BirdLife South Africa has welcomed the recent launch of the South African Wind Energy Association’s (SAWEA) recommended Code of Conduct for Wind Energy Development.
It is often suggested that birds and wind energy are not compatible. While it is true that poorly located wind farms can impact on birds (through causing injury or mortality if birds collide with the turbines, or by displacing sensitive species), bird conservationists and wind farm developers are working towards the same goal: a greener future for all.
The code of conduct is an important step towards this goal and aims to promote the sustainable development of an environmentally and socially conscious wind energy industry in South Africa. While the code of conduct does not explicitly deal with birds, it does require SAWEA members to follow international best practice during project development, implementation and operation, and to exercise due care to reduce the risk of negative impacts on the environment.
Duncan Ayling, South African Wind Energy Association Environmental Working Group chairperson said “This code aims to promote the sustainable development of an environmentally and socially conscious wind energy industry in South Africa. We hope it will demonstrate the positive, responsible contribution that SAWEA is making.”
“It is important that we follow international best practice” said Samantha Ralston, Birds and Renewable Energy Manager for BirdLife South Africa. “Wind farms are new to South Africa, but we are in a fortunate position that we can learn from our international partners who have years of experience in assessing, monitoring and mitigating the impacts of wind energy on birds. With the right approach conflicts between birds and wind farms can, to a large extent, be avoided” she said.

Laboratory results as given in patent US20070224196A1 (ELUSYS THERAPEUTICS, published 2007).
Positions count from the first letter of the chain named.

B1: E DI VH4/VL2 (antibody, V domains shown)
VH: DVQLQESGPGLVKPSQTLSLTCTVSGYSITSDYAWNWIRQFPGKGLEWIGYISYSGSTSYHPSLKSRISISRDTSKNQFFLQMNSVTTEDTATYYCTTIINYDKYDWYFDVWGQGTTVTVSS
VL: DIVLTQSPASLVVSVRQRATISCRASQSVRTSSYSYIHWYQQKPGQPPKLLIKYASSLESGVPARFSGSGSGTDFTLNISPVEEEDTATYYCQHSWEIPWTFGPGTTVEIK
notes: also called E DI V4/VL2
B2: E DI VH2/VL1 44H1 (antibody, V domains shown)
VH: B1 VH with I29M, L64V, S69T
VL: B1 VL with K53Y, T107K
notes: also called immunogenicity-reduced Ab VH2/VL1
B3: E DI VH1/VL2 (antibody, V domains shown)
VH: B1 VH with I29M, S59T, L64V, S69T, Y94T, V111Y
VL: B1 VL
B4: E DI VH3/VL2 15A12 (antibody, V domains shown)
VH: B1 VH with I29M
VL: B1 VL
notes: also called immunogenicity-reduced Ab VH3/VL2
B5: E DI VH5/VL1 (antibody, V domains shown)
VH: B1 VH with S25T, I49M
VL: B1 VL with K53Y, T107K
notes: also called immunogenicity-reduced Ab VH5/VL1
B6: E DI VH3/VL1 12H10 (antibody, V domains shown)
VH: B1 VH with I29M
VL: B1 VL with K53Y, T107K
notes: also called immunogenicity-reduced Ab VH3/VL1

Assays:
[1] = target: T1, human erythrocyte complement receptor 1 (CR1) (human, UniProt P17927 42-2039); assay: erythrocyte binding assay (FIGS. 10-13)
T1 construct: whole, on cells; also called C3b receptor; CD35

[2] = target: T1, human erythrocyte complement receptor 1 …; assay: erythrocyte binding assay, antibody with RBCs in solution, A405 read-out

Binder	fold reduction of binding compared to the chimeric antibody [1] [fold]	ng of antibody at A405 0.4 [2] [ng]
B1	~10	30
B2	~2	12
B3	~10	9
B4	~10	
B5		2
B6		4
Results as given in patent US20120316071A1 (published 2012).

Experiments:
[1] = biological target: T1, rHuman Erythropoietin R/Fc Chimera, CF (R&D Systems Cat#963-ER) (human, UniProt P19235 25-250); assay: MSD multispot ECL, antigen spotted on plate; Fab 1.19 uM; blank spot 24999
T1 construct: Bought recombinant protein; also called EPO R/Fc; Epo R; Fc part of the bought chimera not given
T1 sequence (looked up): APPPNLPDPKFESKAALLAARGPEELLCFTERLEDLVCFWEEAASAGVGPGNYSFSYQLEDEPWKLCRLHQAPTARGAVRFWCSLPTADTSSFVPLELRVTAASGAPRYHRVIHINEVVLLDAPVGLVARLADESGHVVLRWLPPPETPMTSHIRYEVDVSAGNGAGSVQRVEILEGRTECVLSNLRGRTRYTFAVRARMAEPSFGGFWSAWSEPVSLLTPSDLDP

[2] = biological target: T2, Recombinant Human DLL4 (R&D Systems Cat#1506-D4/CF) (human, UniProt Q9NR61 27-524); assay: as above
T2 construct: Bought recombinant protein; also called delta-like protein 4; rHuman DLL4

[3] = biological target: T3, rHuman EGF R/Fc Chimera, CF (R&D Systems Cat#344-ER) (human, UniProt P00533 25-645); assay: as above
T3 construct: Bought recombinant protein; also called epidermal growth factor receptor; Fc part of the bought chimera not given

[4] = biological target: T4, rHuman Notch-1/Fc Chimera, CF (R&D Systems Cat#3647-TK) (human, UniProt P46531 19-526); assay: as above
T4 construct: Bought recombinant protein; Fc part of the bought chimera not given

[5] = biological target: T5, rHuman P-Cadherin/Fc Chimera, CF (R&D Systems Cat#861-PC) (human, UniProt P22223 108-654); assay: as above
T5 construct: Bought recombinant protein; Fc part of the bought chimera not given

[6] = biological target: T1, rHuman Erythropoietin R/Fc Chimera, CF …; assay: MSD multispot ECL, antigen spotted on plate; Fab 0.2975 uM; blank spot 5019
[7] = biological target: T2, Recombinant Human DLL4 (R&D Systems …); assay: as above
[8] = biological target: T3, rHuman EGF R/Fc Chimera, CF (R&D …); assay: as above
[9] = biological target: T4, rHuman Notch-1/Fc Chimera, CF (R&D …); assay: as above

With sponsorship from Investec Corporate and Institutional Banking, BirdLife South Africa works with government and industry to support the responsible development of a renewable energy industry in South Africa. BirdLife South Africa, in partnership with the Endangered Wildlife Trust, has developed Best Practice Guidelines for Avian Monitoring and Impact Mitigation at Proposed Wind Energy Development Sites (Download the document here). These guidelines are based on international best practice and are a key resource used to help minimise the impact of renewable energy developments on birds and their habitats.
BirdLife South Africa, the Endangered Wildlife Trust and the South African Wind Energy Association came together to celebrate the launch of the Code of Conduct on World Environment Day (8 June) and Global Wind Day (15 June) by hosting an afternoon of birdwatching. They visited sites in and around Cape Town, including Black River and Rietvlei, where magnificent birds such as flamingos and pelicans could be seen. Keeping the event green, transport was provided by the Green Cab, Cape Town’s only carbon neutral transport service.
For more information visit: www.birdlife.org.za